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Discussion Starter #1
Nice Buick Estate just won't go...

Hey guys:

I've been looking for a new daily driver, so today I decided to go check out a Roadmaster Estate I've seen along the road for the past month or so.

It is a '91, 305-equipped. 116k, second-owner, very clean and original.

The engine starts and idles very well. Doesn't make any noises or leak or smoke. Totally tight.

However, the seller thinks the catalytic converter is stopped up, because once in gear, it will barely pull itself.

It's not a miss or a trans issue or anything like that. Put it in gear and depress the accelerator to start moving and it just stumbles and coughs and will even stall if you push the issue.

It starts back up and runs normally, but I think it cranks a little longer than it should. It does rev ok in park but it seems sluggish compared to my truck.

I like the car and I also like the price he came down to, so I'm likely going to buy it. Its 50 miles from here and I'm thinking about taking some parts and attempting to get it running right without having to have it flatbedded home.

Any thoughts?

Thanks...
 

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unbolt it at the cat and see what happens.

fuel filter? maybe
 

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Could possibly be a fuel pump issue or fuel related with long crank. Not enough fuel pressure will cause same symptons as clogged convertor. Could possible have a timing or distributor issue. It is not as bad as you think unless it is a convertor but you can cut it out put in a test pipe.
 

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Bad cap, rotor, coil or coil wire.
 

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Discussion Starter #7
Hey guys:

I just got my new wagon home. It's the '91 RMW I was asking about in the other thread.

It's too dark to get a picture, but, it's a white one with woodgrain, tan leather interior, with alloy wheels, 116,000 miles.

It is pretty loaded...it has auto climate control(which doesn't appear to blow any air), the snap-down floormats, cargo cover in the back, keyless entry and a compass mirror with the lights in it.

I guess it has a towing package of some sort. It has the air compressor under the hood for the leveling deal, and there are codes for HD brakes and the F40 suspension. It only has a 2.73 gear and no limited-slip.

I'll get a picture when there's daylight.
 

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Discussion Starter #8
Well, I bought this car...now to get to the bottom of what's wrong with it.

Here is the list of parts it had installed shortly before being parked a year ago:

Battery
coil
temperature switch(ecm)
oil pressure switch
TPS
map sensor
plugs
plug wires
distributor cap
fuel filter
rotor button
module
p.u coil
thermostat gasket
water pump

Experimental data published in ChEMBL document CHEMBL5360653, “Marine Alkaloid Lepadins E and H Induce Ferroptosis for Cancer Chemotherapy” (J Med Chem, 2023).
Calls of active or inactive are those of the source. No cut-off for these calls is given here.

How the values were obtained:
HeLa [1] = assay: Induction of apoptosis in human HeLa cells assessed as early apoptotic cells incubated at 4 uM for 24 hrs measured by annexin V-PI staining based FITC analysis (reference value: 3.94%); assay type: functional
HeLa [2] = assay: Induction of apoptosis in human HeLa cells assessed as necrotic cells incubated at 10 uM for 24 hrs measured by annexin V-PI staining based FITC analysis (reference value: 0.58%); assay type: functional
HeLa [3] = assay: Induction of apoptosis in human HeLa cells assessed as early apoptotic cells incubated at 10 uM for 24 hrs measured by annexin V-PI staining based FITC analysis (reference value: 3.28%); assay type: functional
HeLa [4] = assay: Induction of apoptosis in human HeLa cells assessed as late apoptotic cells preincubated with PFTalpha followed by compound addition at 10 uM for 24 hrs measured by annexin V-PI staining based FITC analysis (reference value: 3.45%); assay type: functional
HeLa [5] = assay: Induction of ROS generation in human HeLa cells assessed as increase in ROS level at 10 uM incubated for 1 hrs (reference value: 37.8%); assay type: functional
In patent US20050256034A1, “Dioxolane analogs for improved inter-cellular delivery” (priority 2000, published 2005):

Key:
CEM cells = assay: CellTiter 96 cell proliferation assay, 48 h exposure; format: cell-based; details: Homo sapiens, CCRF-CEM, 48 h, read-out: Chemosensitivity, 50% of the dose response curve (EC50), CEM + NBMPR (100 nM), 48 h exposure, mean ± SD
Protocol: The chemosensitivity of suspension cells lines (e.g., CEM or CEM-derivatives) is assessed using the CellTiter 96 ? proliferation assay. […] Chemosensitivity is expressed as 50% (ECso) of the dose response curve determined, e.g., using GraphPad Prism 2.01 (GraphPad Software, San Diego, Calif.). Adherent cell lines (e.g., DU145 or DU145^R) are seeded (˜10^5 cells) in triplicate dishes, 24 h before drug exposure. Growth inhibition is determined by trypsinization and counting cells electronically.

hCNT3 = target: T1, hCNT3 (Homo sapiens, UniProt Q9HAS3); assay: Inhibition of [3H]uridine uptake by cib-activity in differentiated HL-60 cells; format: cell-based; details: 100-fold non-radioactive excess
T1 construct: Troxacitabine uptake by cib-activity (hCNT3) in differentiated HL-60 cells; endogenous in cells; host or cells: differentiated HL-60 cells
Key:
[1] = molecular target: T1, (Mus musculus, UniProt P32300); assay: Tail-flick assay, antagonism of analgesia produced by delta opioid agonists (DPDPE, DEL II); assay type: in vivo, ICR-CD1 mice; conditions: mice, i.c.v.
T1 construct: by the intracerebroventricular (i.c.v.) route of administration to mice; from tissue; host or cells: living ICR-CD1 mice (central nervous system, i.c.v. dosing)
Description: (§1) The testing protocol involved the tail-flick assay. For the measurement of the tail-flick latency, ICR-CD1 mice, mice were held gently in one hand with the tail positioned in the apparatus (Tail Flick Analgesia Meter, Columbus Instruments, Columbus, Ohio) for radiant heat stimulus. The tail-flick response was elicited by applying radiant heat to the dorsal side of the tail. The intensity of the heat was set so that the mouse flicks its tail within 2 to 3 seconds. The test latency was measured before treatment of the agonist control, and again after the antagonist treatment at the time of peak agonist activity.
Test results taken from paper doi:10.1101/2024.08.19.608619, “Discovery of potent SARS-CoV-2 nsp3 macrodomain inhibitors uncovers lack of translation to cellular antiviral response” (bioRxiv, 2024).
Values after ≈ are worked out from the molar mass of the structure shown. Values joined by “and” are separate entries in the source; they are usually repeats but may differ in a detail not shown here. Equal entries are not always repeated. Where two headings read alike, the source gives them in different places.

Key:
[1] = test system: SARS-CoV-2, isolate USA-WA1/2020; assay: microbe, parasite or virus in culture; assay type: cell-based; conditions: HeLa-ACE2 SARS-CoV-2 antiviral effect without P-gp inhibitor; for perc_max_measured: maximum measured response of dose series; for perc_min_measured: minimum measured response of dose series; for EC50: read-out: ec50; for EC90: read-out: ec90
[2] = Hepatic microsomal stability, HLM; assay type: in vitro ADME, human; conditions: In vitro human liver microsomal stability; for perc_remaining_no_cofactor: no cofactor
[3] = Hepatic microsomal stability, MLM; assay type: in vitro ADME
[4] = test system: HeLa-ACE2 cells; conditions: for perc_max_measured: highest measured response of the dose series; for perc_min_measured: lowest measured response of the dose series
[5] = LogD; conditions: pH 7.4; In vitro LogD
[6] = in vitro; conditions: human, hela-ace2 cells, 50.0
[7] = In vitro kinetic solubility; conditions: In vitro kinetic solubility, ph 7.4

antifreeze

So....the only thing I don't see on there is a fuel pump.

Time to investigate.
 

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My 92 Sedan had the same problem accelerating. Once I got it home it died completely in the driveway. after some testing I bought a new pump today to replace the dead one :(
 

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If you're continuing the topic you already started, there's no need to start a brand new thread. You've already stated that you were going to buy it in the other thread. Just a friendly note from one of the mods. Your threads will be merged.

And then, the question is... Did you get it running yet?
 

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Discussion Starter #12
I'm pleased to announce that the new wagon is running PERFECTLY:D

I decided this evening would be a great time to start diagnosing the issue this car had. To recap, it started and ran ok, but was sluggish revving in Park, and would fall on it's face and die when loaded in gear, even from an idle. This was accented by backfires through the throttle body.

The first thing I did was perform a vacuum test to see whether the exhaust was plugged up somewhere like the seller claimed.

It passed this test with flying colors. The needle held steady at 20" at 2500 so I knew the exhaust wasn't causing the problem.

The next thing I did was check the timing, and this instantly revealed the problem. At some point the distributor had been loosed somewhat, and the base timing was about 7 degrees retarded from 0.

I got it rest back to about 4 degrees btc and it ran MUCH better. Best of all, it passed the load test perfectly. The entire problem was caused by something as simple as timing.

I got three reminders of things during this diagnosis:

1. TBI Chevies are just great, simple, reliable engines
2. TBI Chevies are PICKY PICKY about timing
3. NEVER just throw parts at a problem without performing simple diagnostics first.

I am going to attach a pice of this beast because I don't think you guys have seen enough white wagons yet..lol
 

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It should be 0 degrees. If your distributor is turned all the way to the CW, it may have skipped a tooth. You should be able to get to 0 easily, and you can even put about 3 degrees into it without upsetting your computer.
 
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